PID is difficult to diagnose because the symptoms are often subtle and mild. Many episodes of PID go undetected because the woman or her health care provider fails to recognize the implications of mild or nonspecific symptoms. Because there are no precise tests for PID, a diagnosis is usually based on clinical findings. If symptoms such as lower abdominal pain are present, a health care provider should perform a physical examination to determine the nature and location of the pain and check for fever, abnormal vaginal or cervical discharge, and for evidence of gonorrheal or chlamydial infection. If the findings suggest PID, treatment is necessary.
The health care provider may also order tests to identify the infection-causing organism (e.g., chlamydial or gonorrheal infection) or to distinguish between PID and other problems with similar symptoms. A pelvic ultrasound is a helpful procedure for diagnosing PID. An ultrasound can view the pelvic area to see whether the fallopian tubes are enlarged or whether an abscess is present. In some cases, a laparoscopy may be necessary to confirm the diagnosis. A laparoscopy is a minor surgical procedure in which a thin, flexible tube with a lighted end (laparoscope) is inserted through a small incision in the lower abdomen. This procedure enables the doctor to view the internal pelvic organs and to take specimens for laboratory studies, if needed.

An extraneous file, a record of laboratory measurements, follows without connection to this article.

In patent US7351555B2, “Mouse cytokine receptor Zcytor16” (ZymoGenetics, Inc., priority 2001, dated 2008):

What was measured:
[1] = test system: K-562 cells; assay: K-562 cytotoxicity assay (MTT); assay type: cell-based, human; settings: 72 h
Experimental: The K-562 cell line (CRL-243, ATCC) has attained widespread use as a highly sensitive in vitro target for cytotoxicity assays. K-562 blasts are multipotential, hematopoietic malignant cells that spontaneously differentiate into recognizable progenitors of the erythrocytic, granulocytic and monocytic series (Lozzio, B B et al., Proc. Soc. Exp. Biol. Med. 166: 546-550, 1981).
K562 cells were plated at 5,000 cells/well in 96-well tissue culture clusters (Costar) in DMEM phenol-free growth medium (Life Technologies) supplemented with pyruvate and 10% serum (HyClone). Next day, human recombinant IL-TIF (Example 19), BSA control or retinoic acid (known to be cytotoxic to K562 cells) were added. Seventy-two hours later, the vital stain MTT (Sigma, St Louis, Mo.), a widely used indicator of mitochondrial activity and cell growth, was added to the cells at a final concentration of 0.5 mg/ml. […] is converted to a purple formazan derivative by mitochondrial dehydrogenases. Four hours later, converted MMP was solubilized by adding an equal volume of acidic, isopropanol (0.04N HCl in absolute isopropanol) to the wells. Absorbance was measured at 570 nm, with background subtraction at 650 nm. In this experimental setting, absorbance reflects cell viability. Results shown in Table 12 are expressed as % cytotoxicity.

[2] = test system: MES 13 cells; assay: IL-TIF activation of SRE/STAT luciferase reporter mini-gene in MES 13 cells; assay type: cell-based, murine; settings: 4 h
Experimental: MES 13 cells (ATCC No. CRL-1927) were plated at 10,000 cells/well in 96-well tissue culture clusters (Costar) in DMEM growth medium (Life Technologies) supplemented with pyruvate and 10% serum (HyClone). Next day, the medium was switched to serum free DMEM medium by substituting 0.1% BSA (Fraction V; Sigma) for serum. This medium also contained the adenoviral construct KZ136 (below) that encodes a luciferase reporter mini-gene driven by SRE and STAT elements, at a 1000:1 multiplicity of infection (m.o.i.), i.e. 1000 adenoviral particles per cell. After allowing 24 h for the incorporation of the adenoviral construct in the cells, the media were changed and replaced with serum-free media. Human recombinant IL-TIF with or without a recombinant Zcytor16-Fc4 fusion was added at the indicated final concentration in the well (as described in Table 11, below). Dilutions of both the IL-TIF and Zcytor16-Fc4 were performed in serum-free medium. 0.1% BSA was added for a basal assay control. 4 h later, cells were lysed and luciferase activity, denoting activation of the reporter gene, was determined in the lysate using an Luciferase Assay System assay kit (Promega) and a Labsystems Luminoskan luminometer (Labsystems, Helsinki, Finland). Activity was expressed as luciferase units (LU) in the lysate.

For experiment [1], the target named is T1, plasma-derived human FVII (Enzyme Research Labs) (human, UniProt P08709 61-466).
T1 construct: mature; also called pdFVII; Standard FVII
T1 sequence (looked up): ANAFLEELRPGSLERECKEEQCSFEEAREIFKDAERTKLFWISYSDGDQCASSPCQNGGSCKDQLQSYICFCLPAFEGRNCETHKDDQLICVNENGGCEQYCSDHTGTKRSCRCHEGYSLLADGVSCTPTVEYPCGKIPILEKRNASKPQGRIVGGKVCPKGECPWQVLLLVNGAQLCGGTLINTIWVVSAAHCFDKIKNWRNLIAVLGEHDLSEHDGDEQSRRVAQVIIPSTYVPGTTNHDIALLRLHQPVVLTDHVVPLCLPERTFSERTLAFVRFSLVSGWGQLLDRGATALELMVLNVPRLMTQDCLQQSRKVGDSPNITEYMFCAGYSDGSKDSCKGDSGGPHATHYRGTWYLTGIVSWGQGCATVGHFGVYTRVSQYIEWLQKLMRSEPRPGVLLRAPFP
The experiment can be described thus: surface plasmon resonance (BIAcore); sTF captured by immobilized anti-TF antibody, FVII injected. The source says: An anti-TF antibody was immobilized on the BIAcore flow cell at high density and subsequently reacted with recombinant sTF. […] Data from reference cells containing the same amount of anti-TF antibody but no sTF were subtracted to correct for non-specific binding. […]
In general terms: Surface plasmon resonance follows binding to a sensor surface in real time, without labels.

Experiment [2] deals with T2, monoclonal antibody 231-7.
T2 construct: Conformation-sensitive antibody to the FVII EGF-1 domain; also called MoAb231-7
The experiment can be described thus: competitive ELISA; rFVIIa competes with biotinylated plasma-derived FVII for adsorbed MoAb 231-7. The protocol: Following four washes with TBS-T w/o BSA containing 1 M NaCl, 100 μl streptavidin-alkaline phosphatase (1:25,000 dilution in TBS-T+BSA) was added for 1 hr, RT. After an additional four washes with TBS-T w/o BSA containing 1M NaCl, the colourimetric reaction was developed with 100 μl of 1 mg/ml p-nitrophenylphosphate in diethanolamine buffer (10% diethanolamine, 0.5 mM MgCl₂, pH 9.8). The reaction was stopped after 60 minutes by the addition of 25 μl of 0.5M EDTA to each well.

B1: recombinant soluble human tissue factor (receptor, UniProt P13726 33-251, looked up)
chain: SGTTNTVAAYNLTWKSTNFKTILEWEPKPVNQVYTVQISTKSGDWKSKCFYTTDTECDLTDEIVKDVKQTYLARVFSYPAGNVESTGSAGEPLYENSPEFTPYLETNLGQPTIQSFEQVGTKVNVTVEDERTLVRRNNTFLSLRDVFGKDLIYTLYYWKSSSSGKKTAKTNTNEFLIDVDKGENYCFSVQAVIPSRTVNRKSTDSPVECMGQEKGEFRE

Antibiotics are the standard treatment for PID. Your doctor may prescribe a combination of antibiotics before receiving the results of your laboratory tests. The antibiotics may be adjusted once your results are known. Your doctor may also prescribe a painkiller and recommend bed rest. To prevent reinfection of PID, advise your sexual partner to be examined and treated. Avoid sexual intercourse until treatment is completed and tests indicate that the infection has cleared in all partners. Outpatient treatment is adequate for treating most women with PID. However, if you're seriously ill, pregnant or HIV-positive or have not responded to oral medications, you may need hospitalization. At the hospital, you may receive intravenous (IV) antibiotics, followed by oral antibiotics. Surgery is rarely necessary. However, if an abscess ruptures or threatens to rupture, your doctor may drain it. In addition, surgery may be performed on women who don't respond to treatment or who have a questionable diagnosis, such as when one or more of the signs or symptoms of PID are absent. In these cases, antibiotic treatment is often tried before surgery, because of the risks of surgery.
Prevention of pelvic inflammatory disease is essential to the health and fertility of a woman. The best way to prevent the infection is abstaining from sex. However, if a woman has sexual intercourse with only one partner, the risk of pelvic inflammatory disease is very low, as long as neither person has a sexually transmitted disease. Refraining from douching is also helpful. Barrier methods of birth control (such as condoms) and spermicides (such as vaginal foams) used with a barrier method can help prevent pelvic inflammatory disease.